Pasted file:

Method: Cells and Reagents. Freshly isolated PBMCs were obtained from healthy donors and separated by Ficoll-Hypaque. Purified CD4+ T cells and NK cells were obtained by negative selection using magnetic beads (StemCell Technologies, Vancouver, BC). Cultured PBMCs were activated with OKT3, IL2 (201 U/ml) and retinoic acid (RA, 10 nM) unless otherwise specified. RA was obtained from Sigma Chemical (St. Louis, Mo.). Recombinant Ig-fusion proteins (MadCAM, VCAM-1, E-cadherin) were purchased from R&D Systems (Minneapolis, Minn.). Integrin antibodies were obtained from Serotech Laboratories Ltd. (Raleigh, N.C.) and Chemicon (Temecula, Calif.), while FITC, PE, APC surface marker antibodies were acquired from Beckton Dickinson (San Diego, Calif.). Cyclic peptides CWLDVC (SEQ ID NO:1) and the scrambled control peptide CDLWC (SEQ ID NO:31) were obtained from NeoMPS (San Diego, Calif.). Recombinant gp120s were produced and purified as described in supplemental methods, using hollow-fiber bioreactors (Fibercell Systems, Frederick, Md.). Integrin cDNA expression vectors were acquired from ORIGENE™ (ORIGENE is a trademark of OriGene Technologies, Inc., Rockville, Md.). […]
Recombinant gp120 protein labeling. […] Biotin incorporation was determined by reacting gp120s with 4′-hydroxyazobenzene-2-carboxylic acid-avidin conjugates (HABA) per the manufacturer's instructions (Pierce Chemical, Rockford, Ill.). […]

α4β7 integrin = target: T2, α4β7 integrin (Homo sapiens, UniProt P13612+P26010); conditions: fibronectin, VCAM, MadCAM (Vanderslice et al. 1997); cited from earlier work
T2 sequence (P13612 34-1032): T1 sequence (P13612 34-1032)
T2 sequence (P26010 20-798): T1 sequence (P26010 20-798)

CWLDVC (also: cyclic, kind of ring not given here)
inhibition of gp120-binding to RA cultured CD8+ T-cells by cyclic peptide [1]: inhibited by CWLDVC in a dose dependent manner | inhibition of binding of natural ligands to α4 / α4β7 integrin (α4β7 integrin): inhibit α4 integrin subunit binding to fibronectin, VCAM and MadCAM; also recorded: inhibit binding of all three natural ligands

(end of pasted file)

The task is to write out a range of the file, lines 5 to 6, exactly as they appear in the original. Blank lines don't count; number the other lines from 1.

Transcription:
T2 sequence (P26010 20-798): T1 sequence (P26010 20-798)

CWLDVC (also: cyclic, kind of ring not given here)